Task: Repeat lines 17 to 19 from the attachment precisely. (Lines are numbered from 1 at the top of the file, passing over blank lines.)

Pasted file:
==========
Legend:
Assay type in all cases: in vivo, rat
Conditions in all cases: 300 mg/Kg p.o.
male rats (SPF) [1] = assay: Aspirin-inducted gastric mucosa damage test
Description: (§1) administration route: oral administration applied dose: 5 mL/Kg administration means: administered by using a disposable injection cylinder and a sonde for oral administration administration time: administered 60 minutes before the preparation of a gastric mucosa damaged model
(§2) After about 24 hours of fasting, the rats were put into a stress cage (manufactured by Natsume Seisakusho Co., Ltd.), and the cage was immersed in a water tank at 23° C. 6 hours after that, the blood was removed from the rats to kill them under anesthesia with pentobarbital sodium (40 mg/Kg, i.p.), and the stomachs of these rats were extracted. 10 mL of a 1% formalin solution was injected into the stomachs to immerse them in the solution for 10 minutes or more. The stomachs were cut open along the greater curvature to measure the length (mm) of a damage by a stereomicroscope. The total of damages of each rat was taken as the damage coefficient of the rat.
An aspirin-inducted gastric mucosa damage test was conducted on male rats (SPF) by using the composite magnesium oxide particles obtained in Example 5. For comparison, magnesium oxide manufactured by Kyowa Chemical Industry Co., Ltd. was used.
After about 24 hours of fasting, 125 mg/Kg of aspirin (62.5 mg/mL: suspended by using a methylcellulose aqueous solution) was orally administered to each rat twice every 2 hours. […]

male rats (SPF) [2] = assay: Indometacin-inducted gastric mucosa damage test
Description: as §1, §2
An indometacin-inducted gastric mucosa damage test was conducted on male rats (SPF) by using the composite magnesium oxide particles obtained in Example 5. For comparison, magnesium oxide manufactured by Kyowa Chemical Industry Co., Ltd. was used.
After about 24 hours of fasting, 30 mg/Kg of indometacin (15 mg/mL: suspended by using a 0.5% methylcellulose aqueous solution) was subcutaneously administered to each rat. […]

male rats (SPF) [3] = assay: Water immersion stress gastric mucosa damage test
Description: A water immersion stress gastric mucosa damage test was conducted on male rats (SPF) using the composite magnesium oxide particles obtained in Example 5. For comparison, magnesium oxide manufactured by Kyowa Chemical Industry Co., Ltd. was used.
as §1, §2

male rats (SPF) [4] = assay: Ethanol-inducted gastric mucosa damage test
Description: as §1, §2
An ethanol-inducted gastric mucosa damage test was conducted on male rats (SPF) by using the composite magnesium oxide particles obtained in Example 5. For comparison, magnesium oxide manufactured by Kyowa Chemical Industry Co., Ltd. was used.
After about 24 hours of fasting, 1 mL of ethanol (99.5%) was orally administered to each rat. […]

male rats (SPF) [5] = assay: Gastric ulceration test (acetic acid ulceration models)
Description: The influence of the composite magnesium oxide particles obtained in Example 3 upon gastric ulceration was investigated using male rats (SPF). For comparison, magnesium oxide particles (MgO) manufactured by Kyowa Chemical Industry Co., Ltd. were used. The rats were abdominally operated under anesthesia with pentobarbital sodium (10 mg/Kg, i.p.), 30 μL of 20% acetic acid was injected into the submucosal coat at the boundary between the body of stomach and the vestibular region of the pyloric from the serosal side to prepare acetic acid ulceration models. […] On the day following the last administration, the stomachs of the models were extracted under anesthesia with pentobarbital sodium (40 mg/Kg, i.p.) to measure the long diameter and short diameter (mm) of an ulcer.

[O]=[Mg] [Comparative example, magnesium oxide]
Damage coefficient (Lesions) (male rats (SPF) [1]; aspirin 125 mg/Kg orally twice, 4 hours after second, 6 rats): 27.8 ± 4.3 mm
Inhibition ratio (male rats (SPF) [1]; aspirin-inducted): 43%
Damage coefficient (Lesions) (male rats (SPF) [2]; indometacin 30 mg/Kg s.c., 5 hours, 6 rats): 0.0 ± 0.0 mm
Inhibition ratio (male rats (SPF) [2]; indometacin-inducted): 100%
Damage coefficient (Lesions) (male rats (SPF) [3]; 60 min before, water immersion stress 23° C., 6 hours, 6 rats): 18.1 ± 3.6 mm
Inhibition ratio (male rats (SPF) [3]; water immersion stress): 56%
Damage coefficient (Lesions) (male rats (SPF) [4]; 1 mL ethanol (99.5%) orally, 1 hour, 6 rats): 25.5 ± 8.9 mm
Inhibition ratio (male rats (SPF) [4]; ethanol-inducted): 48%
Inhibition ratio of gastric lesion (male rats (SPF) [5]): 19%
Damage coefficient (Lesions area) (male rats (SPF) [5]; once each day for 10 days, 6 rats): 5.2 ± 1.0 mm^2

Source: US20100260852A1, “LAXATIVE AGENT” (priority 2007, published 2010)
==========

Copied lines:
Description: as §1, §2
An ethanol-inducted gastric mucosa damage test was conducted on male rats (SPF) by using the composite magnesium oxide particles obtained in Example 5. For comparison, magnesium oxide manufactured by Kyowa Chemical Industry Co., Ltd. was used.
After about 24 hours of fasting, 1 mL of ethanol (99.5%) was orally administered to each rat. […]